Brownfield to Brightfield Initiative in Oak Ridge, Tennessee

WM2012 Conference, February 26 – March 1, 2012, Phoenix, Arizona, USA
Brownfield to Brightfield Initiative in Oak Ridge, TN – 12346
Gil Hough, Chad Fairless
Restoration Services, Inc. (RSI), Oak Ridge, Tennessee
Experience characterizing, permitting, and restoring “Brownfield” sites—government or industrial
sites with restricted future use due to the presence or potential presence of hazardous
substances, pollutants, or contaminants—is being leveraged to identify opportunities for
redevelopment into solar power generating facilities which, in this context, are called
“Brightfields.” Brownfield sites offer the expansive land necessary for large photovoltaic (PV)
solar farms, but require an in-depth working knowledge of complicated regulatory restrictions
and environmental constraints to develop them. As a part of the effort to identify opportunities
for redevelopment of Brownfield sites for solar applications, a technical guide[1], was composed
specifically for the development of solar generation on restricted use sites. The basis of the
technical guide gives specific consideration to environmental requirements and installation
methods breaking that into three areas for assessing: 1) levels of contamination, 2) ground
penetration requirements, and 3) the requirements for aesthetics and maintenance. Brightfield
projects are underway to support the technical guide and expand reindustrialization efforts for
the former DOE Gaseous Diffusion Plant in Oak Ridge, TN.
While market prices for
solar remain high today
the installed cost of solar
per kWh continues to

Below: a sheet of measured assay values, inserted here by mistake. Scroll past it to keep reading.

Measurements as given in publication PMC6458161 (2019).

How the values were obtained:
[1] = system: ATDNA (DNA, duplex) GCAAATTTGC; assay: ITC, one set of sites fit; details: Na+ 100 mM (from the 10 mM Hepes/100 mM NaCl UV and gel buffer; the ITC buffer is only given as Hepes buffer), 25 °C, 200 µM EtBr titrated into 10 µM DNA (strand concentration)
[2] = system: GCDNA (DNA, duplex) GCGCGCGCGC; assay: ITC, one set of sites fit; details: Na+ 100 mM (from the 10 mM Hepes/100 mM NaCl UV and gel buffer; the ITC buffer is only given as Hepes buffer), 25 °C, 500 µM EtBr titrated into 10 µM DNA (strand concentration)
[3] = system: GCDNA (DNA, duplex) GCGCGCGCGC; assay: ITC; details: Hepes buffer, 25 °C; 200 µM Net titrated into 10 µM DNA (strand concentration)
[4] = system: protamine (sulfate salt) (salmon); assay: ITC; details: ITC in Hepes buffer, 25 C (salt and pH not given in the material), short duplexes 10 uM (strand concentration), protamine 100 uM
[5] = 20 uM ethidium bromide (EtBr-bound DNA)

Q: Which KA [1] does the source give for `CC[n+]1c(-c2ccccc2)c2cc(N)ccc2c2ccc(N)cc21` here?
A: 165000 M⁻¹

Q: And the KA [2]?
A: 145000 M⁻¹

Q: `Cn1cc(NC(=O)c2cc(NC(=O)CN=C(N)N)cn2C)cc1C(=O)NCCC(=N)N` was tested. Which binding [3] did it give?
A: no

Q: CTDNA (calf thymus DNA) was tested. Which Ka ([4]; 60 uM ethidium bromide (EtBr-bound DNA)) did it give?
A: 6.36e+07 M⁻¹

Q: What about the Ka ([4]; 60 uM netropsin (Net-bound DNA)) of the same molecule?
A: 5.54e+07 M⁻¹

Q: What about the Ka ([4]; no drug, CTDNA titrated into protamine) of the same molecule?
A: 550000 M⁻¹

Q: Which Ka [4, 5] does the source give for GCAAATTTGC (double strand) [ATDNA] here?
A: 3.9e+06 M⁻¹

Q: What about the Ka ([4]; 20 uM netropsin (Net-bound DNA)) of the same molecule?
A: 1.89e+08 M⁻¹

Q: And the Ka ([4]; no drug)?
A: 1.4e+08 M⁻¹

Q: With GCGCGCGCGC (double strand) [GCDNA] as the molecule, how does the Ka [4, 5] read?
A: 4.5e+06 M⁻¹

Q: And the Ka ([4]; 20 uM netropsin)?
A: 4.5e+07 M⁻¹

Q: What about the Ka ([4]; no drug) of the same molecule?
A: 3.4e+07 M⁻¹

decline even as electricity
from traditional sources
escalates. The cost of
solar is expected to reach
grid parity (the point
where solar is
comparable to retail
power) in most places in
the United States
between 2016 and 2018.
See attached graph.
As forecasted by the U.S.
Energy Information
Administration’s (EIA’s)
Annual Energy Outlook
2008 [3], the U.S.
demand for electricity
will increase by nearly
30% by 2030. In 2008,
Fig. 1. President’s goal for the Solar America Initiative making
solar cost-competitive nationwide by 2015
WM2012 Conference, February 26 – March 1, 2012, Phoenix, Arizona, USA
the contribution of solar PV to the nations demand was about 0.9%. EIA projects that solar PV
electric generation will grow at a rate of 14.2% annually through 2035. This represents the
largest increase of any of the renewable energy technologies. According a 2011 national
study[4] conducted by the national Solar Energy Industry Association/Greenmedia Research,
the solar industry is one of the fastest growing sectors of the U.S. economy. In fact, the first
quarter of 2011 saw 66 percent growth in solar installations, staying on par with the 67 percent
growth seen throughout 2010.
The requirement for large amounts
of land or surface area is a major
constraint to the growth of PV
systems. An average solar
generating facility requires five or
more acres for each MW of power
generated. As a result, it is crucial
to minimize the impact to previously
undeveloped land. One solution is
to reuse land that has been
determined to have restricted future
use such as Resource Conservation
and Recovery Act of 1976
Fig. 2. Locations within Tennessee available for solar PV installations